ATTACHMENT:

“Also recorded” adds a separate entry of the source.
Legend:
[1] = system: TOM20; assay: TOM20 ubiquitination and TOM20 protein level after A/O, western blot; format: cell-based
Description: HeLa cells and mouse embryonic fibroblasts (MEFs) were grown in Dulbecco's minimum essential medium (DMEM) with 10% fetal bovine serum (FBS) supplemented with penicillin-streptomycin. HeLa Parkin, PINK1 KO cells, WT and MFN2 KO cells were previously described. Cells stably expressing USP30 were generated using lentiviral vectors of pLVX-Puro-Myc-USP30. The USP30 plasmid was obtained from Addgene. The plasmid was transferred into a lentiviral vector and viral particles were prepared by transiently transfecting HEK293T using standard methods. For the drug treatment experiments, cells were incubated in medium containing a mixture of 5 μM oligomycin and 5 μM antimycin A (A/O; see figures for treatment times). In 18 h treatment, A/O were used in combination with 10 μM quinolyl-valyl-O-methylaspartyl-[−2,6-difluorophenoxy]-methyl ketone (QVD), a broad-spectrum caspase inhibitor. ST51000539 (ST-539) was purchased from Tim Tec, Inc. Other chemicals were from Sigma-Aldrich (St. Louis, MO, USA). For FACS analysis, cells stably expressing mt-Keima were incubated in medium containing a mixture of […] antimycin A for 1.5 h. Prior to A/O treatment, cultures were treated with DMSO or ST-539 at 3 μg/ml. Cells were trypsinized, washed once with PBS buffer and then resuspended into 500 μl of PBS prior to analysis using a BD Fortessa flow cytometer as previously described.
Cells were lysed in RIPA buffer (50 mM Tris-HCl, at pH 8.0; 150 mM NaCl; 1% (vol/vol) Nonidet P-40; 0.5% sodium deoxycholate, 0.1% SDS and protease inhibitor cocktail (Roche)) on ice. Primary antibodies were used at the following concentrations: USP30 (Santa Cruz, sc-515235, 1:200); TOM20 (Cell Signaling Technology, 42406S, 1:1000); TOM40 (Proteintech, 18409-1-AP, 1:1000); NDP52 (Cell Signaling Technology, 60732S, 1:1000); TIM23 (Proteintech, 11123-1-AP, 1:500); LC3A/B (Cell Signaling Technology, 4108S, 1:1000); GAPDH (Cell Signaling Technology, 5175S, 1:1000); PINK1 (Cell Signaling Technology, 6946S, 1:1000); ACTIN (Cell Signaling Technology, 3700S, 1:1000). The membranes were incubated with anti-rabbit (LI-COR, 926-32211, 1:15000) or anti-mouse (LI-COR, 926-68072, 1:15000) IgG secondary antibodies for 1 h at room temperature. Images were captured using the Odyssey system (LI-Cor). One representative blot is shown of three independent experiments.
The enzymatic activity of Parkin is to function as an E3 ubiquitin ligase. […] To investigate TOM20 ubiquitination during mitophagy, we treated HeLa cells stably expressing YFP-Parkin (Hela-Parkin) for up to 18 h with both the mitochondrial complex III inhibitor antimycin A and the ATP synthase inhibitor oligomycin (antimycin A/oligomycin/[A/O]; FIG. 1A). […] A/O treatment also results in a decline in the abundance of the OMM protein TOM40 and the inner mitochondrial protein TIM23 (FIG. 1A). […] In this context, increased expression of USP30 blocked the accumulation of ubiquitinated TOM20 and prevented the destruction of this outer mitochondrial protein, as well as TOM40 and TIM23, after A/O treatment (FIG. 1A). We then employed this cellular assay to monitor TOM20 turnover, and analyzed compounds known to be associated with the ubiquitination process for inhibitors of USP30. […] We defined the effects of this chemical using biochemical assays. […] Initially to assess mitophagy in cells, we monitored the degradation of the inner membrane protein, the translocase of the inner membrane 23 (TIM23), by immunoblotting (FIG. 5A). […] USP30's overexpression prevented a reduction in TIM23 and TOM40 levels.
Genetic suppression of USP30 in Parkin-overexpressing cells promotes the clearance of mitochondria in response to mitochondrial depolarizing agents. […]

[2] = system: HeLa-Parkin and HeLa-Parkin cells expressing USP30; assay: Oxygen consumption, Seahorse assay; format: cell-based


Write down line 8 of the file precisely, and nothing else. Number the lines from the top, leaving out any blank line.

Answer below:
[2] = system: HeLa-Parkin and HeLa-Parkin cells expressing USP30; assay: Oxygen consumption, Seahorse assay; format: cell-based